Welcome to the rewind of the series from 2018 which features not only the food and traditions of Christmas but also some special guests who it would be lovely to share Christmas dinner with in person. In the series my guests shared their best Christmas gift ever…and there will be food drink and of course music and to get you into the spirit of the season.
Welcome to the tenth day of Christmas and my guests today are writer and editor Alison Williams and author Patty Fletcher, sharing their most favourite Christmas gifts of all time.
First some festive music to get the party started….I am a huge fan of Chris Rea .. and here is his Driving Home for Christmas. You can buy his music Amazon
Festive Pet food for Christmas Dinner.
We could not talk about Christmas without preparing something for the pets in the family. In the old days, and that was in fact only about 30 years ago, pets were fed on scraps as they had been for the thousands of years as our companions. I appreciate that most of the animal foods available today may be rich in nutrients and full of vitality but I am afraid that I steer clear of dried food and prefer to go the natural route.
It is tempting to give pets the same treats that we enjoy but I am afraid that at Christmas treats like human chocolate are extremely dangerous. Chocolate is poison to dogs and can cause them to fit. Too many high fat, salty and sugary tit bits can also have a detrimental effect on a dog and cat’s digestion – and their first instinct is to vomit before producing rather evil smelling poop. It is important not to give you pets processed meats which contain a lot of salt or the turkey or chicken that you have prepared for your Christmas dinner because it too will have been spiced and seasoned.
Spread the food over a couple of days, as you can store cooked Turkey or chicken for up to 3 days in the refrigerator. Give your pets a small amount on day one; say Christmas Eve, a little more on Christmas day and Boxing Day.
Sam our Collie established as soon as he came through the front door at 8 weeks old that the pellets that had been supplied by his breeder were inferior and he was now prepared for the good stuff. He never did take to dried food. He finally settled on Basmati rice (anything that did not have that distinctive aroma was rejected) chopped cooked chicken and giblets, some carrots and green veg with a little salt free juice from the chicken. I know some may say he was spoiled rotten but he was bright, intelligent and healthy his entire life and he always politely waited until we had started our meals before beginning his. A perfect dinner guest.
Here are a couple of favourites that we prepared for Christmas – we fostered some cats in our time and had a small feral family in our garden in Ireland that also partook during the festivities as payment for the rats caught and left on my doorstep! Sam loved Christmas and threw himself into the celebrations with great gusto…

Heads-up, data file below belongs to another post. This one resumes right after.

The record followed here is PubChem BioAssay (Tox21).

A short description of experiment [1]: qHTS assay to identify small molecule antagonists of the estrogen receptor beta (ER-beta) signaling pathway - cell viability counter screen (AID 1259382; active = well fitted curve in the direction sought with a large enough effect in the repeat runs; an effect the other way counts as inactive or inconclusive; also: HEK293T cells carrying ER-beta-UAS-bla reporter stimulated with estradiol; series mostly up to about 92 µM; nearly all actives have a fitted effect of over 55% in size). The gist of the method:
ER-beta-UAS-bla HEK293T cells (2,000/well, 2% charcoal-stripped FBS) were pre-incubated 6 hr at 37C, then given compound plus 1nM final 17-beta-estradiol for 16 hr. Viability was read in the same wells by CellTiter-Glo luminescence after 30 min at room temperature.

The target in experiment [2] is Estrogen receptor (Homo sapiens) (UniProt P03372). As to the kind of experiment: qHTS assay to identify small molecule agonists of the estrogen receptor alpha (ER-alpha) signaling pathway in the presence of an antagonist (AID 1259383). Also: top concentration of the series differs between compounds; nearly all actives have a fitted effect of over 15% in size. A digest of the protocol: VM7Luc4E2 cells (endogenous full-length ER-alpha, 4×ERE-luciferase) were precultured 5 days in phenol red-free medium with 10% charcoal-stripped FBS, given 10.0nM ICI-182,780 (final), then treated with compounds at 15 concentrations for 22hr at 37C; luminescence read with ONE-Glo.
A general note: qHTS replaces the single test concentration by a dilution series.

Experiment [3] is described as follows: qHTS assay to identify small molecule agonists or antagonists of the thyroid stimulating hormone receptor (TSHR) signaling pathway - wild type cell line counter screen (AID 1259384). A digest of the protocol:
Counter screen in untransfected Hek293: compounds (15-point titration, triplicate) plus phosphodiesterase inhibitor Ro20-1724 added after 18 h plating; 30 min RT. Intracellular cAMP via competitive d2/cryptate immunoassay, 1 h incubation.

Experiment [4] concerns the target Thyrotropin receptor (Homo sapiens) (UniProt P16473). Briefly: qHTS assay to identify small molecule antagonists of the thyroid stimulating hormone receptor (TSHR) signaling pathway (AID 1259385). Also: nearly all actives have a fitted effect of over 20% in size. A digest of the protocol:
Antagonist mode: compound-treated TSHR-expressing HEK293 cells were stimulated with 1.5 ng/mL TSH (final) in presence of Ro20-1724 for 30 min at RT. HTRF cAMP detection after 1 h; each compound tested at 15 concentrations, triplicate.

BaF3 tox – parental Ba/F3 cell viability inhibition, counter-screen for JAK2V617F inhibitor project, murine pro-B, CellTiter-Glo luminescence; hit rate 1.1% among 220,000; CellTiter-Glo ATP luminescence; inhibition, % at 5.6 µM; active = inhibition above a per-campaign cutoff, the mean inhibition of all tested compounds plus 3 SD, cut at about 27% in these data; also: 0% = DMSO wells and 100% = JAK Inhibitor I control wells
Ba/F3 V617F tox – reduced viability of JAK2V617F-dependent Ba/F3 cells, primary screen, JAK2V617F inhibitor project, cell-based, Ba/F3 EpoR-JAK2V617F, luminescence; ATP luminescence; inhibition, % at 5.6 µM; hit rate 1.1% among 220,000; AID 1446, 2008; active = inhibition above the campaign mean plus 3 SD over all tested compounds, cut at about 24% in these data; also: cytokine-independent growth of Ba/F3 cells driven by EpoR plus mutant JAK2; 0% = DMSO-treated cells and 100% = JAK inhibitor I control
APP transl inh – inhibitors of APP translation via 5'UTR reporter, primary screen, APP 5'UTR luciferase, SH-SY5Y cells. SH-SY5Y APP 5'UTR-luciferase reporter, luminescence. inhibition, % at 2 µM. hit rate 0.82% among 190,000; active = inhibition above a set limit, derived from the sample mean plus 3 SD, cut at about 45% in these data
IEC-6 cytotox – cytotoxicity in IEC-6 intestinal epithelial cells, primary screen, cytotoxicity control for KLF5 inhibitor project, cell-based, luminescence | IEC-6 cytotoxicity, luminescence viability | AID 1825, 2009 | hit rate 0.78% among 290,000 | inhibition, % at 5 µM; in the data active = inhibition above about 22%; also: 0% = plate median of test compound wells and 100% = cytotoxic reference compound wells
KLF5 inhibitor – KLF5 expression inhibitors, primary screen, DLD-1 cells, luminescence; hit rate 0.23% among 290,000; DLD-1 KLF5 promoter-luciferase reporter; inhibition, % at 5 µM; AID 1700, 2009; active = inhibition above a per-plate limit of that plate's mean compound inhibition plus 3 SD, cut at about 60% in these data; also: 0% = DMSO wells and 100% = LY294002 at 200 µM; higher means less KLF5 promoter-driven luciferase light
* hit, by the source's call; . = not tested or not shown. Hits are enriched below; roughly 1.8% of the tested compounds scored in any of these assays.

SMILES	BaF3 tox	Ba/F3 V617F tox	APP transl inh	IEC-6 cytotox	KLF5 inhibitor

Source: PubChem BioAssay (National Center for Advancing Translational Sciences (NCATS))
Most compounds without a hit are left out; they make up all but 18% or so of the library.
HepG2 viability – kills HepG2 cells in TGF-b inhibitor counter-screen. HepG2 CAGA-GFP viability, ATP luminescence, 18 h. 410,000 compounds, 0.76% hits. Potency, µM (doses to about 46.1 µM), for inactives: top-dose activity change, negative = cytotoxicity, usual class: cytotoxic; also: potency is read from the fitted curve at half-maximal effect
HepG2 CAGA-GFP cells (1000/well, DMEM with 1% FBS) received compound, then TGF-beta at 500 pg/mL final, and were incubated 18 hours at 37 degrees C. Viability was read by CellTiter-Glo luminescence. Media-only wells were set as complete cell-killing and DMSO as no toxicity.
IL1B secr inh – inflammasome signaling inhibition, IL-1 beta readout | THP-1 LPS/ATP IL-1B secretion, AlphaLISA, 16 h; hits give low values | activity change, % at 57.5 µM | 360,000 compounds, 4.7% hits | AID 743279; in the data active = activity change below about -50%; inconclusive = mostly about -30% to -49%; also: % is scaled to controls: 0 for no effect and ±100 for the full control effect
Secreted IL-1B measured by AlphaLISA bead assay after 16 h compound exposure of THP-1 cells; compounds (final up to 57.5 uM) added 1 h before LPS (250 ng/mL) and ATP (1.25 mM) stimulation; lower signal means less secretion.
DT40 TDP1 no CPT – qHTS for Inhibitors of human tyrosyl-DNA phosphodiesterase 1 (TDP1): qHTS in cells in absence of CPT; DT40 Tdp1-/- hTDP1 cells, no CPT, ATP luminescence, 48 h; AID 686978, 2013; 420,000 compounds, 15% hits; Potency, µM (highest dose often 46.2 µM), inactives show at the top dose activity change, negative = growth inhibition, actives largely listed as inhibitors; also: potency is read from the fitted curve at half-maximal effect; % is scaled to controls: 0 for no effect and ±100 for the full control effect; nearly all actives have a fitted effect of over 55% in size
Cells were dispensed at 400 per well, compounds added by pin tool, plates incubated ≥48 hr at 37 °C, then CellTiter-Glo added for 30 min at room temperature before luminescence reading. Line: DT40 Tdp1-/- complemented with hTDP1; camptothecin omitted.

Christmas Turkey or chicken Loaf for the Dog
Enough for 6 servings for a small dog and 4 servings for a large dog.
- 2 lbs. of minced turkey.
- 4 oz. of cooked and minced mixed vegetables (unseasoned) Sweet potato is a good choice.
- 8 oz. of oats
- 3 oz. of cooked basmati rice
- A dessert spoon of cottage cheese to top it off
Mix the turkey or chicken, vegetables, garlic, egg, rice and oats together thoroughly. Put into a greased pan (use a little butter) and pat down the mixture until level. Stand in a roasting dish of water in an oven pre-heated to 350 degrees Fahrenheit.
Cook for around 1 to 1½ hours and then cool. Cut into portions and serve with a little salt free gravy. You will probably be asked for second helpings and third with a small piece of cheese to finish off!
Turkey Surprise – For the Cat
(The cat is likely to be very surprised if it is not out of a tin!)
Should provide 4 servings if you can hide from the cat. If not it will probably disappear very quickly.
- 1/2 fresh unseasoned turkey breast or one chicken breast cooked and finely chopped.
- 3 oz. of cooked carrots finely diced.
- 2 oz. of finely chopped cooked spinach
- 3 oz. of finely chopped green beans
- 6 oz. cooked basmati rice
- Unsalted chicken broth.
Mix everything together with enough chicken broth to bind the ingredients. Serve when lukewarm and watch your fingers.
My feral cats in Ireland waiting for dinner to be served…
Day 10 (3rd January): Feast of the Holy Name of Jesus. This remembers when Jesus was officially ‘named’ in the Jewish Temple. It’s celebrated by different churches on a wide number of different dates!